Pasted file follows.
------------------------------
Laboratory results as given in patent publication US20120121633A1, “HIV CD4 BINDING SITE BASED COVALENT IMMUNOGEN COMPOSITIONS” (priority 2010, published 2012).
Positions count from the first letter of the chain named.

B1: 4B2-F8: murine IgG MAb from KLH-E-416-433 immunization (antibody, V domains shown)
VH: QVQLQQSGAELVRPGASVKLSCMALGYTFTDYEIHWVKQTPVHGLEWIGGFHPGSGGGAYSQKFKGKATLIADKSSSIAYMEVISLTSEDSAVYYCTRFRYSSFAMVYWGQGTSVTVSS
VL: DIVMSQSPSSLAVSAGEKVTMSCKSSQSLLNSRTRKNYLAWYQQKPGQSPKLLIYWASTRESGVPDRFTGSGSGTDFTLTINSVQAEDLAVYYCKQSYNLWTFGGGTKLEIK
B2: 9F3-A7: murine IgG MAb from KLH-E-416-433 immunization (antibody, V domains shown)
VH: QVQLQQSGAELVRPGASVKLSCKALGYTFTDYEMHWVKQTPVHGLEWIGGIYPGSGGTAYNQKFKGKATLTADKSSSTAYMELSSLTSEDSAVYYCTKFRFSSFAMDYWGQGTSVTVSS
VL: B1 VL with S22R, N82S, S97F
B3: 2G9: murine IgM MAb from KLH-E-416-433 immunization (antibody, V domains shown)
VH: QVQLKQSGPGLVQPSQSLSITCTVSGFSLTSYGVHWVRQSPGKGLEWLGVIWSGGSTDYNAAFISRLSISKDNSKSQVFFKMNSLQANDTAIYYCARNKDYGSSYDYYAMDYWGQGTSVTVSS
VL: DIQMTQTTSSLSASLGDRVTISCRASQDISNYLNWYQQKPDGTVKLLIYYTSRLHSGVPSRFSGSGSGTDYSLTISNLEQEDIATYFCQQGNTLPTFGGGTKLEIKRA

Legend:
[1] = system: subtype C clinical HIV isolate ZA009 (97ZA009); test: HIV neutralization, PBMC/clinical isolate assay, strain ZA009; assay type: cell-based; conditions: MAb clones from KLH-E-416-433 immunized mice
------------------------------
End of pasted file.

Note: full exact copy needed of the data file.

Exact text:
Laboratory results as given in patent publication US20120121633A1, “HIV CD4 BINDING SITE BASED COVALENT IMMUNOGEN COMPOSITIONS” (priority 2010, published 2012).
Positions count from the first letter of the chain named.

B1: 4B2-F8: murine IgG MAb from KLH-E-416-433 immunization (antibody, V domains shown)
VH: QVQLQQSGAELVRPGASVKLSCMALGYTFTDYEIHWVKQTPVHGLEWIGGFHPGSGGGAYSQKFKGKATLIADKSSSIAYMEVISLTSEDSAVYYCTRFRYSSFAMVYWGQGTSVTVSS
VL: DIVMSQSPSSLAVSAGEKVTMSCKSSQSLLNSRTRKNYLAWYQQKPGQSPKLLIYWASTRESGVPDRFTGSGSGTDFTLTINSVQAEDLAVYYCKQSYNLWTFGGGTKLEIK
B2: 9F3-A7: murine IgG MAb from KLH-E-416-433 immunization (antibody, V domains shown)
VH: QVQLQQSGAELVRPGASVKLSCKALGYTFTDYEMHWVKQTPVHGLEWIGGIYPGSGGTAYNQKFKGKATLTADKSSSTAYMELSSLTSEDSAVYYCTKFRFSSFAMDYWGQGTSVTVSS
VL: B1 VL with S22R, N82S, S97F
B3: 2G9: murine IgM MAb from KLH-E-416-433 immunization (antibody, V domains shown)
VH: QVQLKQSGPGLVQPSQSLSITCTVSGFSLTSYGVHWVRQSPGKGLEWLGVIWSGGSTDYNAAFISRLSISKDNSKSQVFFKMNSLQANDTAIYYCARNKDYGSSYDYYAMDYWGQGTSVTVSS
VL: DIQMTQTTSSLSASLGDRVTISCRASQDISNYLNWYQQKPDGTVKLLIYYTSRLHSGVPSRFSGSGSGTDYSLTISNLEQEDIATYFCQQGNTLPTFGGGTKLEIKRA

Legend:
[1] = system: subtype C clinical HIV isolate ZA009 (97ZA009); test: HIV neutralization, PBMC/clinical isolate assay, strain ZA009; assay type: cell-based; conditions: MAb clones from KLH-E-416-433 immunized mice